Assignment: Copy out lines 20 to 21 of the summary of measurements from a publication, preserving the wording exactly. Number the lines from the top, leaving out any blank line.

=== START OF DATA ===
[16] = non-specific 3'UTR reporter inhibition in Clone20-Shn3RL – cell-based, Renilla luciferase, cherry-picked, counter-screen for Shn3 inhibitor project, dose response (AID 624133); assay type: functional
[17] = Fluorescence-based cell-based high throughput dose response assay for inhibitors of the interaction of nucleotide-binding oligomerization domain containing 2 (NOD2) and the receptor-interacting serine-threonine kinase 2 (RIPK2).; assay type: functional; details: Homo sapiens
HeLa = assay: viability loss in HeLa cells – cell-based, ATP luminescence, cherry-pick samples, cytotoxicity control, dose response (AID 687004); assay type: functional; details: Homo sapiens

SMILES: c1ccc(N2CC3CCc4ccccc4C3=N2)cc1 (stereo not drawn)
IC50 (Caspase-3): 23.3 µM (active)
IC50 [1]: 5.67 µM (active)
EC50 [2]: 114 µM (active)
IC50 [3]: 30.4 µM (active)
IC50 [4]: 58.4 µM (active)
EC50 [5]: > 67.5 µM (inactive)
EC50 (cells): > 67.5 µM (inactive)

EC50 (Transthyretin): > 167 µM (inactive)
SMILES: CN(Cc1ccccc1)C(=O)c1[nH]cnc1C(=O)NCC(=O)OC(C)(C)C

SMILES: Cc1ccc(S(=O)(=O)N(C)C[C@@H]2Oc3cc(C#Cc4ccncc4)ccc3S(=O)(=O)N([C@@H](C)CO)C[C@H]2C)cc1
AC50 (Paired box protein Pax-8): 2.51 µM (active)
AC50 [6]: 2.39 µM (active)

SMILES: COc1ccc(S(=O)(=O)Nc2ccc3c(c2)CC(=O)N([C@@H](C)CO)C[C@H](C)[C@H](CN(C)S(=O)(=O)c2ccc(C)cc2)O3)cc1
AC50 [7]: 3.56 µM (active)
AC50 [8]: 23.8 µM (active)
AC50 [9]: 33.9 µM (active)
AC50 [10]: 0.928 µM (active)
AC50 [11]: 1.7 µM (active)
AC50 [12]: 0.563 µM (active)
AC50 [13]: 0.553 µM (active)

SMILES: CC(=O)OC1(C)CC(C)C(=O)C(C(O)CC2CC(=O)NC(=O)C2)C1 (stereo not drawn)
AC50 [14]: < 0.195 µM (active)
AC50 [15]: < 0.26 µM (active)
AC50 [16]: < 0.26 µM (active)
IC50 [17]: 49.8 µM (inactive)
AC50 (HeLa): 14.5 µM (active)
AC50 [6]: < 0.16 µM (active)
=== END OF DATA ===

AC50 [9]: 33.9 µM (active)
AC50 [10]: 0.928 µM (active)